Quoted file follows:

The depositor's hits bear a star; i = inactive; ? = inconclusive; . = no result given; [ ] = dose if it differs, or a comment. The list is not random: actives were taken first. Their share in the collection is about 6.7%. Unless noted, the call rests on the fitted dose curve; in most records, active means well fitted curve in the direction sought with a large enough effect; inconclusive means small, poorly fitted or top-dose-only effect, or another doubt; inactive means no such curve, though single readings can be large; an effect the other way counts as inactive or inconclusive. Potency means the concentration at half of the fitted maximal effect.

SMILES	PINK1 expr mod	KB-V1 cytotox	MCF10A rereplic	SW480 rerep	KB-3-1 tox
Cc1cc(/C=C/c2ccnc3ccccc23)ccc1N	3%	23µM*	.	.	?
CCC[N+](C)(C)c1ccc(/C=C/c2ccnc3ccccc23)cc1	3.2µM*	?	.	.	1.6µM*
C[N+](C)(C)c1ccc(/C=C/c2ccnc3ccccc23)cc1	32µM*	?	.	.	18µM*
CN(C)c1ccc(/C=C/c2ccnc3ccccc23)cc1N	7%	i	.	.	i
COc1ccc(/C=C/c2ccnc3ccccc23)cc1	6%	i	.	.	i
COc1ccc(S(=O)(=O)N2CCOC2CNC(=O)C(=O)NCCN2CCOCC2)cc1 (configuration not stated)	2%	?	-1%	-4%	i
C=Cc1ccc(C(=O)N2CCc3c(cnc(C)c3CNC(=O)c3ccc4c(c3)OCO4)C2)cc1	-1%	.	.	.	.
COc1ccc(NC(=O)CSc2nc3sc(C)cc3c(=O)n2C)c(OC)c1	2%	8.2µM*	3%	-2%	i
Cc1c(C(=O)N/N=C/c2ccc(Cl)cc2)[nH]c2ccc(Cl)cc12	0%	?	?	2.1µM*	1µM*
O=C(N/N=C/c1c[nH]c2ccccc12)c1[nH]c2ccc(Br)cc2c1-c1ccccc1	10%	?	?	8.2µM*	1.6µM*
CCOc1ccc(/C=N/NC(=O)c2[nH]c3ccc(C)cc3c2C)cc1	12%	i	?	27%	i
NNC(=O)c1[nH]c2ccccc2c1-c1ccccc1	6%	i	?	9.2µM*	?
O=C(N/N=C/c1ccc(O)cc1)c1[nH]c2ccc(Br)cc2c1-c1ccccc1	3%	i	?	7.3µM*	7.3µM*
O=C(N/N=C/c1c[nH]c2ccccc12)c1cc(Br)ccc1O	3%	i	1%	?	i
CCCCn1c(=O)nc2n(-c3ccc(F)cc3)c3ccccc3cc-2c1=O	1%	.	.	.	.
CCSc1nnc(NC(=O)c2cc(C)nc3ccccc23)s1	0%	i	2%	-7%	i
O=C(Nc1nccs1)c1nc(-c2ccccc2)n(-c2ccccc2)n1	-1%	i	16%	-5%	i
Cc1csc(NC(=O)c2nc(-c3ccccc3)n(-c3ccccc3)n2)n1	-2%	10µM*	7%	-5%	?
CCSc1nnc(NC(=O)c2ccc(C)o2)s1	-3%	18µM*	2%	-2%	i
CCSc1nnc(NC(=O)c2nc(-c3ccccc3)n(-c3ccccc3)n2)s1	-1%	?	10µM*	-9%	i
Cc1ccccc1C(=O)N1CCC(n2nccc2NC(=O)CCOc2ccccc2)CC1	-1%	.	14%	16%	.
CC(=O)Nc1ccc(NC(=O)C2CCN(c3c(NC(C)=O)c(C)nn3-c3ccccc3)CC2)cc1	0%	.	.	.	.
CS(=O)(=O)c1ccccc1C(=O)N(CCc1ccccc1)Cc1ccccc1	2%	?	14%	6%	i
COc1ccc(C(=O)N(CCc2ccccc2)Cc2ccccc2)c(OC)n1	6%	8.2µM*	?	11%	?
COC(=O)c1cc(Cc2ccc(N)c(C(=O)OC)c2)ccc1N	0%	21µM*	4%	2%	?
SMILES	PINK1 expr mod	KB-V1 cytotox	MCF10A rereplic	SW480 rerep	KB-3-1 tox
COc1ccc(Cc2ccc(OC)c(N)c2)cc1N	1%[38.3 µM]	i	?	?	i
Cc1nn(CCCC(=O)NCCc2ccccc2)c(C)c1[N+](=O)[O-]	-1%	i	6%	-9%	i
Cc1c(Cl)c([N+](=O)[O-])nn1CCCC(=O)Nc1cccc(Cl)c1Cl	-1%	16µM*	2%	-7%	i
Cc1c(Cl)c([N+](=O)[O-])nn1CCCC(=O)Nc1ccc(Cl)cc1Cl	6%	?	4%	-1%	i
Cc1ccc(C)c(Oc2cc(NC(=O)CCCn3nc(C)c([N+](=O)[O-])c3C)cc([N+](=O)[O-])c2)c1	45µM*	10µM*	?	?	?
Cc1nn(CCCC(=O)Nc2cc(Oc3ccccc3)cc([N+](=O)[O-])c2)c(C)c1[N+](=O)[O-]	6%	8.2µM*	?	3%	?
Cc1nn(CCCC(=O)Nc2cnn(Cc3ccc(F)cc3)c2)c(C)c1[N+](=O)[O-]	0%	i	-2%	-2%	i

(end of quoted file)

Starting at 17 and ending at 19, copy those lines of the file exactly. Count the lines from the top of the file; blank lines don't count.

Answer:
CCCCn1c(=O)nc2n(-c3ccc(F)cc3)c3ccccc3cc-2c1=O	1%	.	.	.	.
CCSc1nnc(NC(=O)c2cc(C)nc3ccccc23)s1	0%	i	2%	-7%	i
O=C(Nc1nccs1)c1nc(-c2ccccc2)n(-c2ccccc2)n1	-1%	i	16%	-5%	i